Home Analysis Is history repeating itself in Iceland?

Is history repeating itself in Iceland?

by bojan



Just 10 years after the great economic crisis that hit Iceland in 2008, this Nordic island country is faced with yet another one at the end of 2018. The tourism industry has been experiencing a slowdown, the currency occasionally suffering instability, and the international trade is not on the desired level. It took a long time for Icelanders to get back on their feet after previous economic hardships, and it remains to be seen what’s in store in the months to come.

Iceland has a population of 338,592 people in 2018, and the majority live in the capital and the largest city, Reykjavik, which boasts the population of around 123,000 in 2018 (there are almost 217,000 people who live in the Capital Region, or Greater Reykjavik, the city itself and six municipalities surrounding it). Since 1960, Reykjavik’s population has been growing 4.1% and shows no signs of slowing down, because there are more and more incoming people who want to call it their home (there are more than 100 different nationalities in Reykjavik alone).

The land of low unemployment

The unemployment rate in Iceland was as low as 0.10 back in 1972, and it reached the all-time high two years after the great economic crisis and banking crash that hit the country in November 2010, when it was 8.9%. This is still low in comparison to the unemployment rate that many European countries experience, and it is safe to say that Iceland is the country that can pride itself for having the highest employment rate in the world. Icelandic unemployment rates have historically always been very low, averaging around 2.45%. In August 2018, the unemployment rate was 2.7%, with a decrease of 1% from July, when it was 3.7%. The employment rate was 79.6%, and the estimated number of employed work force was around 200,500. The long-term forecast for Icelandic unemployment rate is projected to be 3.4% in 2020.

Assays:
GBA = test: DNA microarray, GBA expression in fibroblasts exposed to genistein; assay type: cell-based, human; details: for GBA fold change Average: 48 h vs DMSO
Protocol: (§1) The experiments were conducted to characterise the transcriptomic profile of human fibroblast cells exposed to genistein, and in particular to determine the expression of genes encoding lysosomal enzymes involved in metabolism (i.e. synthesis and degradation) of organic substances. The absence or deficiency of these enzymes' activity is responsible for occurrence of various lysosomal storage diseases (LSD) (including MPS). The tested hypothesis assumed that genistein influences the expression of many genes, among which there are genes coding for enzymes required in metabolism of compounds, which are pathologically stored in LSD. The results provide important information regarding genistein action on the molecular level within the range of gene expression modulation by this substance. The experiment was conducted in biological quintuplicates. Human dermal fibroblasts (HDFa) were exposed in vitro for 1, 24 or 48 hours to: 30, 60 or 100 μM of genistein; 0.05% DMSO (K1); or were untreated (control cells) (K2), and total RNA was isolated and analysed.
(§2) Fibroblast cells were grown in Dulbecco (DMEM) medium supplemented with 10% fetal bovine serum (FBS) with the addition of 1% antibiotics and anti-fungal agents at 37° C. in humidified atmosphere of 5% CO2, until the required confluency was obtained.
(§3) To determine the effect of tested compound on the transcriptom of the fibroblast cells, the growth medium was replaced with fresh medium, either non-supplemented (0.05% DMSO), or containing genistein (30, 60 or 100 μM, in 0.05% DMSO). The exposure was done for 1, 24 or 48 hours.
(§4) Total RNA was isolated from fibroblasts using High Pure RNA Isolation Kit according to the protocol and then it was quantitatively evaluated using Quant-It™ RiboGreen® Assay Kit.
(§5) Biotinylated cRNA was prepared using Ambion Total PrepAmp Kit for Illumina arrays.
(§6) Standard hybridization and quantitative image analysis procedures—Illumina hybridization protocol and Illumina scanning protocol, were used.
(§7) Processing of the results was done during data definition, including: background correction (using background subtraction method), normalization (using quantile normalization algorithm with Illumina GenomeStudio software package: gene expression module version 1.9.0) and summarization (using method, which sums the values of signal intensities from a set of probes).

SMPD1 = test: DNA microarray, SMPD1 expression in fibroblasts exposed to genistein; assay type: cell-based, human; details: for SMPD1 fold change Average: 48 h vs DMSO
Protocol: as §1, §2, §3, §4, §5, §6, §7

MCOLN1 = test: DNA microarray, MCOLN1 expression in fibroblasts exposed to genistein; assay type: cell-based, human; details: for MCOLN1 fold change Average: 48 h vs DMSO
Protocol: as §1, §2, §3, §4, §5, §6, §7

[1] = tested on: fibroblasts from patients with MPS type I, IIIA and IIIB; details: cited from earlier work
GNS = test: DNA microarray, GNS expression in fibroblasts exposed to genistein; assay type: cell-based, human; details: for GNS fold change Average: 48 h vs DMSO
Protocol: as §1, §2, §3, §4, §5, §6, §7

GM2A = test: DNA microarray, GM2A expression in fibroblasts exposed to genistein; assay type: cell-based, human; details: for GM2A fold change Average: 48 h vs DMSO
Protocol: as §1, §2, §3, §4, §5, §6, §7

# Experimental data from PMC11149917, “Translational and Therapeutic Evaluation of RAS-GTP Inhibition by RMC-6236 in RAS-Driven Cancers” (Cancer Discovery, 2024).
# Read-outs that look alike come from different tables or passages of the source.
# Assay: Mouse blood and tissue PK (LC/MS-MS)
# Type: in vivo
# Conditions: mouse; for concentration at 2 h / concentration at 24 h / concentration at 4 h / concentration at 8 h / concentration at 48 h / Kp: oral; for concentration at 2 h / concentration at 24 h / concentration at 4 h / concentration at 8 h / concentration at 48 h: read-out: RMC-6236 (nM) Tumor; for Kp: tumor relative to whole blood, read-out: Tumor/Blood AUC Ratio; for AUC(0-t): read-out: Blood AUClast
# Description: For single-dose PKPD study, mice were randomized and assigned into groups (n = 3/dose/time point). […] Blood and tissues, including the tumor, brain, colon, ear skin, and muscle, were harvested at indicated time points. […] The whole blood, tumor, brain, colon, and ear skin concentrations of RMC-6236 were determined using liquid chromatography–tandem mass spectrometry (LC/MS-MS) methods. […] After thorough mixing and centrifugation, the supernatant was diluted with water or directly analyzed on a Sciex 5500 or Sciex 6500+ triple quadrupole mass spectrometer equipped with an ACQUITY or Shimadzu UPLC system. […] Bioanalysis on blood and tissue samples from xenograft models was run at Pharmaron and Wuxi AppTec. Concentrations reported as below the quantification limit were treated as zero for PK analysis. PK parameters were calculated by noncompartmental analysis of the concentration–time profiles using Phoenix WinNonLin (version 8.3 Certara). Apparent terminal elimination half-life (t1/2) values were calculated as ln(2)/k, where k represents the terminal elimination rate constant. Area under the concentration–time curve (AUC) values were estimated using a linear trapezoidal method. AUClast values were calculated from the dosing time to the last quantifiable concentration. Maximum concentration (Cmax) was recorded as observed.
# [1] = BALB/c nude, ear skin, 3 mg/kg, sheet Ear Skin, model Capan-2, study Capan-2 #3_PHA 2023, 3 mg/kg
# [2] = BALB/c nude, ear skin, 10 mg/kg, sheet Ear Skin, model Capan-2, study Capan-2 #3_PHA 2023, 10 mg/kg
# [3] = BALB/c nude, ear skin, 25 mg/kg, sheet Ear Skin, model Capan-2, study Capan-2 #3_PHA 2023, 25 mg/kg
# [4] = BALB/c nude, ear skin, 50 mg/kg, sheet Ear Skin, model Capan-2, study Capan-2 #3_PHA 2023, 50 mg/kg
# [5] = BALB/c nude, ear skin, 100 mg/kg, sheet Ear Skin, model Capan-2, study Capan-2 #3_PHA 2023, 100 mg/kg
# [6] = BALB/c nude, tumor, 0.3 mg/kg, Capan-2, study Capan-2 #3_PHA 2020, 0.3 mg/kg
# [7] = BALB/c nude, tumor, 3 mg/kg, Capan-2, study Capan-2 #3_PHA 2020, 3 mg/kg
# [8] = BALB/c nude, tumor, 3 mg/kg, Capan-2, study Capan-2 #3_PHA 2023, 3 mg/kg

The great economic crisis of 2008

2008 was very tough for Icelanders. Their currency crashed, the unemployment was record high, and the stock market was wiped out overnight. The three major Icelandic commercial banks, which were owned privately – Landsbanki, Glitnir and Kaupthing – were in debts totaling 10 times the country’s GDP and 20 times the budget. The króna lost half its value and the GDP dropped by 15%. The government was faced with having to take significant measures to reinvigorate the economy, including stabilizing the currency, reducing budget deficit, keeping inflation under control, implementing capital records, diversifying the economy and restructuring the financial sector. Additionaly, the króna’s weakness encouraged export and even attracted many tourists to come visit the country. This also led to many investors returning and boosting the economy.

Apart from the 2008 crisis, Iceland has a relatively stable economy which is a combination of free-market principles and capitalist structure, accompanied by an extensive welfare system. The country’s economy is mainly dependent on the fishing industry, which constitutes more than 12% of Iceland’s GDP, and employs 5% of the working population. Iceland’s GDP is 0.04% of the world economy, with $23.91 billion in 2017. It is expected to rise 3.3% by the end of 2018, and is forecasted to rise 3% in 2019. One of the reasons behind the GDP’s flower growth rate is the decline that the tourism industry has been experiencing.